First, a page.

A woman is eager to hear about the smallest details in your life, from what you ate for lunch to what you would lay your life down in defending. She wants to know what you’re thinking and how you think, and she wants you to do the same for her. You want to keep the chemistry in your relationship with your wife? Ask her what she thinks! Women love a conversation that volleys back and forth. Open up and articulate what you’re thinking about, and you’ll be amazed at how exhilarating it is for her. When she sees you growing and developing, she is challenged to do the same.

This kind of connecting, of taking the time to tune in to each other, builds security and intimacy in a relationship. It’s part of what makes a great marriage.

When a woman feels secure and safe enough to fully disrobe emotionally with her husband, that’s as good as it gets. And I’ll give you a clue: If your souls undress before one another, your bodies will follow. If you provide this kind of intimate emotional environment for your wife, your life will never be the same!

Church Choices: Can we Worship Separately?

Spiritual intimacy is a vital part of your marriage relationship. A big part of your spiritual growth as a couple is being part of a church community. But if you both came from different types of churches - how do you find a church where you both feel comfortable?

Here’s what one wife asked us:
“My husband and I are having a hard time enjoying a church together. I want to know how you guys feel about each of us going our separate ways? Do we enjoy two different types of churches? Or do we stay together? Or do we alternate churches? One Sunday go here, one Sunday go there?”

church-choices-worship-seperately-americas-family-coaches-marriage-blog

We answered this wife’s question by saying that we believe that the outcome of this should be the two of them worshiping together on a regular basis. They also had children in this mix, which made it all the more important.  How you get to that point when you’re struggling to find a church that “fits” both of you? It doesn’t need to be “yours” versus “his.”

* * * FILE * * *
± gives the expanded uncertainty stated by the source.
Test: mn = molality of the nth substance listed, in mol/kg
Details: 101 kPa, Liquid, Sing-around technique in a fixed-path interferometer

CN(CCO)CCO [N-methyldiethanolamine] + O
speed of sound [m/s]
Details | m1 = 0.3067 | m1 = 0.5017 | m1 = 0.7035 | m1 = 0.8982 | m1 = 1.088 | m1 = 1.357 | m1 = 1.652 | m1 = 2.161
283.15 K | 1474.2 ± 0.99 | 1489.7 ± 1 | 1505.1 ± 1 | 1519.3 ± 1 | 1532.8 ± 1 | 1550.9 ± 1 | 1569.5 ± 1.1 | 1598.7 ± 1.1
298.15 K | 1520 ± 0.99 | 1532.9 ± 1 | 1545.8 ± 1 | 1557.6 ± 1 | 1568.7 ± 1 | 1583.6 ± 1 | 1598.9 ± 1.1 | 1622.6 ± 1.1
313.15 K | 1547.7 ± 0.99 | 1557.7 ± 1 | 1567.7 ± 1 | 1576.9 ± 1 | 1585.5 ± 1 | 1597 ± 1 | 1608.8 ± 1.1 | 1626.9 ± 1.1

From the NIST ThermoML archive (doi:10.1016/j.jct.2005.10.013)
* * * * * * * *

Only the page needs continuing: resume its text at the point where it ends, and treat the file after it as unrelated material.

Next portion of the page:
When you come from different backgrounds and styles of worship, it may take some time. First, decide on the things that are not up for discussion: You want to find a church that opens the Word of God, teaches the truth, believes in a personal relationship with Jesus Christ and as Lord and Savior, preaches the message of salvation, etc. Those are not to be compromised (and you’ll be able to find plenty of compromising churches out there). After that, consider what is negotiable. Is the size of the church an issue? The type of music? What about Sunday school and youth programs for the kids?  Your goal is to find a place where you come together as husband and wife to worship and pray, and where your kids are enjoying that time with a mom and a dad together. 

It may take a few months of going back and forth between the types of churches each of you is used to. Be open. Communicate. But only do that for a season or so and not let that be long-term. In the end, you may need to try some churches that are new to both of you. Plenty of couples face problems in this area. But if the problem is not whether to go to church, but where, you can count your blessings. 

Remember that God gives headship to the husband. As the wife supports him in his spiritual leadership, it will grow him as a man. So if a husband feels strongly in this area, the wife might do well to allow him that leadership. She could still have other spiritual needs met through attending a women’s Bible study at another church. The point is, let’s make this Sunday morning thing work and trust God for the outcome. Scripture that says a house divided will fall. If your children are in the backseat of your car and they’re watching mom and dad go different directions on Sunday morning, they’re going to get this lost feeling when it comes to having faith and a relationship in God. Husband and wife need to pull together—for the sake of their marriage and for the sake of their kids.